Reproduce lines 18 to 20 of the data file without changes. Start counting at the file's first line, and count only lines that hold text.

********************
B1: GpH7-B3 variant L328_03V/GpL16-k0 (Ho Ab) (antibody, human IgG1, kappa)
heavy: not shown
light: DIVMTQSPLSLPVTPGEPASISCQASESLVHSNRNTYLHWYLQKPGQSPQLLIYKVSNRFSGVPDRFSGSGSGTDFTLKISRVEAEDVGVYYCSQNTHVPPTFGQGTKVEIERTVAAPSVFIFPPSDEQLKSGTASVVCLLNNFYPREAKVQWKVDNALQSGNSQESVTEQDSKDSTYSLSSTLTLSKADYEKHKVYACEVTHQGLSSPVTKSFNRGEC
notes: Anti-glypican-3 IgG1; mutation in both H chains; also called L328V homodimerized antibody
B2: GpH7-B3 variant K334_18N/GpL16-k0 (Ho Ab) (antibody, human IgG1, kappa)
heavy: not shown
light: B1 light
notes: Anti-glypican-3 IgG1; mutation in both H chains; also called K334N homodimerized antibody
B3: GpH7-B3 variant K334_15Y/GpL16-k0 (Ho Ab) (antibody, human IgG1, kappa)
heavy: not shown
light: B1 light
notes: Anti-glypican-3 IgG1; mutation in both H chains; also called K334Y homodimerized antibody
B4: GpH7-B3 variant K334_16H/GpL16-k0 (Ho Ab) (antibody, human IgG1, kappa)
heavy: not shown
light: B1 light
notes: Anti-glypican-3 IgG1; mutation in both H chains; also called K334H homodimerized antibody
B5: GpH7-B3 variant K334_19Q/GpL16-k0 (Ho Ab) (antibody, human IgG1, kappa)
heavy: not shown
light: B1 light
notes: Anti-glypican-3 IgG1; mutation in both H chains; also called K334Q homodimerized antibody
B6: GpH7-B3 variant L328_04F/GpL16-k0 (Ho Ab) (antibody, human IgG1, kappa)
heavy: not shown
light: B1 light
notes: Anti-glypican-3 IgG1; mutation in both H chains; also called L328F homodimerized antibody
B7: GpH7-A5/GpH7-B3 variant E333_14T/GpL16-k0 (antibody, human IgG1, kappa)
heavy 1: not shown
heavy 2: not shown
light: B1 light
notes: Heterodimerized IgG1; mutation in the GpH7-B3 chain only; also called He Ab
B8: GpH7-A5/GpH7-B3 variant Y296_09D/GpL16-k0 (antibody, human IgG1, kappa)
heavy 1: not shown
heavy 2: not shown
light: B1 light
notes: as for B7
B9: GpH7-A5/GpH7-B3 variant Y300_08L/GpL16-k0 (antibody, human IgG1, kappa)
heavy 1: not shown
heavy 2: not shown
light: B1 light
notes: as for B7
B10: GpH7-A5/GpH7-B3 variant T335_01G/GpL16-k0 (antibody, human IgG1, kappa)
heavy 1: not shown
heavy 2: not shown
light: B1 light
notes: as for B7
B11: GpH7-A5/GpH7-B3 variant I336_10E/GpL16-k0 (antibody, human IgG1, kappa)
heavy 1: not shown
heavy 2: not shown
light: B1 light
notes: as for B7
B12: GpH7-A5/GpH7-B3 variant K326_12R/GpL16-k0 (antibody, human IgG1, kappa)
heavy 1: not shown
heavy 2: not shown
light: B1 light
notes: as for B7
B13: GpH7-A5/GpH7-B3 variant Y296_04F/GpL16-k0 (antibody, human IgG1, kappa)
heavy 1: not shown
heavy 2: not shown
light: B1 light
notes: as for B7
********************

heavy: not shown
light: B1 light
notes: Anti-glypican-3 IgG1; mutation in both H chains; also called K334Q homodimerized antibody